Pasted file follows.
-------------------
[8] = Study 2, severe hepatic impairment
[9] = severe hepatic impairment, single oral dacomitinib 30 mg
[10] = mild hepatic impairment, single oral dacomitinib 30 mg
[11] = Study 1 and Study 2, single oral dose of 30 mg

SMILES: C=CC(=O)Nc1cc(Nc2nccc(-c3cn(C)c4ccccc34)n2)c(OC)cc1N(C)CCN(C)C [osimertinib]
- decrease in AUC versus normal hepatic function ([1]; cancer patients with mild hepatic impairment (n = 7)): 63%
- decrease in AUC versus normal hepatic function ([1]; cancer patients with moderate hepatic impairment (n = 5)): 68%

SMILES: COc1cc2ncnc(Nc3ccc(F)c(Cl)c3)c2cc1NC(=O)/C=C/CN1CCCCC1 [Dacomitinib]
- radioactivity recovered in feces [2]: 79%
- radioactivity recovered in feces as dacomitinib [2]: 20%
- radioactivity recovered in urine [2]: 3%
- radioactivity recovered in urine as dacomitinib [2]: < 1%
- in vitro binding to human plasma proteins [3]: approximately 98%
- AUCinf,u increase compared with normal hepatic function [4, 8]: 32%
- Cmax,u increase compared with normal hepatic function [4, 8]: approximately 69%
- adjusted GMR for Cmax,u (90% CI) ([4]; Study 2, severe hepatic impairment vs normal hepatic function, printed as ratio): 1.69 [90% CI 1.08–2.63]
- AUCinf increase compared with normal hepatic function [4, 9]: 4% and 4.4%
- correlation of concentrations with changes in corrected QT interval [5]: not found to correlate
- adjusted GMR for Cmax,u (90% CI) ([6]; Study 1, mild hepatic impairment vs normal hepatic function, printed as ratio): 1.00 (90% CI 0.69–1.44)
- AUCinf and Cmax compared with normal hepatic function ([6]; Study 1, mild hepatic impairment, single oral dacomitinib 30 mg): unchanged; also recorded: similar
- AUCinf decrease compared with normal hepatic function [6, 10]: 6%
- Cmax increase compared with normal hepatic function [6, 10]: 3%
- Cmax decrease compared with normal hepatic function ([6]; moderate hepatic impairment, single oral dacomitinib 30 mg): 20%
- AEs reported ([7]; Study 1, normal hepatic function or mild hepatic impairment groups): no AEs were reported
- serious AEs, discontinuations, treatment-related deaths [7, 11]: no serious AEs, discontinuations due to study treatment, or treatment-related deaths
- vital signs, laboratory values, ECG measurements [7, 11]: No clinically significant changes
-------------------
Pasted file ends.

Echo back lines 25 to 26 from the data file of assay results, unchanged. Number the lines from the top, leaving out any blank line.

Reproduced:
- serious AEs, discontinuations, treatment-related deaths [7, 11]: no serious AEs, discontinuations due to study treatment, or treatment-related deaths
- vital signs, laboratory values, ECG measurements [7, 11]: No clinically significant changes